Not a lot of freshman shows piqued my interest last fall but NBC’s Blindspot and ABC’s Quantico seemed interesting enough. However, I’ve been trying to be more selective when it comes to adding more TV shows to my watch list, so I opted for Blindspot since I recognized Jaimie Alexander from the MCU and she’s a total badass.
Fast forward to mid-season, and several of my friends were completely hooked on Quantico while I remained on the fence about Blindspot. I didn’t dislike it enough to jump ship, but I decided that if the back half of the season wasn’t any more satisfying I’d quit watching and possibly marathon Quantico over the summer.
By the time May Sweeps rolled around I liked the show, but I wasn’t in love with the show. I dug the characters, and for me that’s crucial, but Blindspot’s plot seemed to perpetually run on coincidence. Every time they figured out one of Jane’s tattoos it was just in time to catch the bad guy of the week. To be honest, my favorite episodes were the ones that had nothing to do with the tattoos or Jane’s mysterious background and that seemed like a red flag. Why should I keep watching something if the execution of the central premise is the part I have a problem with?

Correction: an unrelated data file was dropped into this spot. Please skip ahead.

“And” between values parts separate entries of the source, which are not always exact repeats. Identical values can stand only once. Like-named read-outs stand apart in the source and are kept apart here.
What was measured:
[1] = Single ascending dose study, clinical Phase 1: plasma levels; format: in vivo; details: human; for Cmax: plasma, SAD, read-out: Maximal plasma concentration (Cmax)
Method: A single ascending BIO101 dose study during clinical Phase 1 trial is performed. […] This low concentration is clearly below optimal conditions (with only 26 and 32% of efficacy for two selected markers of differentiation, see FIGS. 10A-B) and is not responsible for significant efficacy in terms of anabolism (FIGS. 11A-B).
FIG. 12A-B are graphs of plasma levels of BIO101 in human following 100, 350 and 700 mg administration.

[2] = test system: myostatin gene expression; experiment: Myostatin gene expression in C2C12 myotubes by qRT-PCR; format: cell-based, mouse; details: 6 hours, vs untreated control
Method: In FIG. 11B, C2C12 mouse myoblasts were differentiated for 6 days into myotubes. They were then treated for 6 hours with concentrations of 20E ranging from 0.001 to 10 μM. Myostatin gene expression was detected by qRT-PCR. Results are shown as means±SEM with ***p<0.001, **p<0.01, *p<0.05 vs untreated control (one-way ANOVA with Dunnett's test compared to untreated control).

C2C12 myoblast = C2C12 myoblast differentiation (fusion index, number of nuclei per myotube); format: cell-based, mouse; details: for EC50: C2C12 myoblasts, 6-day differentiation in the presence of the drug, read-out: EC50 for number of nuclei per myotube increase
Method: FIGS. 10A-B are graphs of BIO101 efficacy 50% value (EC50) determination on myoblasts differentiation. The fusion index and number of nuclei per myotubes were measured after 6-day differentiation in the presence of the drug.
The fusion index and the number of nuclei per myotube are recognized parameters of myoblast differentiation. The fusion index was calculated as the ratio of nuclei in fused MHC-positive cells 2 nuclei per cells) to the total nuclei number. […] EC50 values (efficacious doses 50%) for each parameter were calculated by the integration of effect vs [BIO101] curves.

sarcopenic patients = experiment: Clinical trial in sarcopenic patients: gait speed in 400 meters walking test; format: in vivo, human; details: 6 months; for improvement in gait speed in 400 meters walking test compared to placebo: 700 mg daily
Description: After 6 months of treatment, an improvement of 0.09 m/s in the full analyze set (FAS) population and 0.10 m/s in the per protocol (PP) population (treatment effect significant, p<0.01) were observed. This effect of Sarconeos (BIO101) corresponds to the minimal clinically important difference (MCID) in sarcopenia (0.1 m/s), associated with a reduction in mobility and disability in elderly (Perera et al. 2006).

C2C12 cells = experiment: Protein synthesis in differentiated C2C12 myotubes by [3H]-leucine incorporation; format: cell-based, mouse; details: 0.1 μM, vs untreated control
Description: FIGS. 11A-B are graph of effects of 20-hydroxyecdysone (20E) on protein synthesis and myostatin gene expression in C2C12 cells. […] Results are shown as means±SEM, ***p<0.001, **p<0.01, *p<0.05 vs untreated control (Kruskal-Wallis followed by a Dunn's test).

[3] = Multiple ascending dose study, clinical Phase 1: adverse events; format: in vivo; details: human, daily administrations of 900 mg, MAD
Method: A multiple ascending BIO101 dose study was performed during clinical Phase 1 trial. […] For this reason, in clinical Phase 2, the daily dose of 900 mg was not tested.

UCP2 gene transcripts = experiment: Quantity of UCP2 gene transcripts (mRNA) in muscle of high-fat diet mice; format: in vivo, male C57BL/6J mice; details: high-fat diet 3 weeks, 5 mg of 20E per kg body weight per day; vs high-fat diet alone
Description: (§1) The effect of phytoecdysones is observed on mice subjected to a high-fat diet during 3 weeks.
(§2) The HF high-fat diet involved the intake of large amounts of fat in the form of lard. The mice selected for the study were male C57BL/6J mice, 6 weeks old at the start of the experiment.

Don’t get me wrong, it’s not that I don’t find the tattoo riddles or Jane’s backstory interesting, it’s just that I wanted more. By the time the season finale concluded we still hadn’t learned Jane’s real name or why exactly she willingly got inked and wiped her memory in the first place. Like what is her ‘real’ mission? What is the shady organization trying to achieve?
Needless to say I was annoyed at the end of the first season. I’d watched 23 episodes and still didn’t have the answers I wanted. But then it hit me, Blindspot still has more stories to tell. Unlike a lot of rookie shows, the series didn’t blow up its central premise or burn through every conceivable storyline (see: The Family). And there’s something to be said for that.
In the age of binge watching and season orders of all shapes and sizes, it’s hard not to be an impatient viewer. But that’s where I went wrong. I should have re-calibrated my expectations for Blindspot given that it’s a broadcast show with a long episode order. The fact that they paced things out as well as they did is pretty damn impressive. Where there’s normally pressure for shows to have those water-cooler moments or shocking twists on a weekly basis, Blindspot just chugged along content on telling its story at its own pace and I’ve come to respect that.
When I tune in for the second season premiere on Wednesday September 14th I’ll be watching with a new found perspective and a renewed hope for some more answers. And as I begin to sample the new crop of fall TV shows I’ll remember to be more patient with how their stories unfold, and I hope you will be too.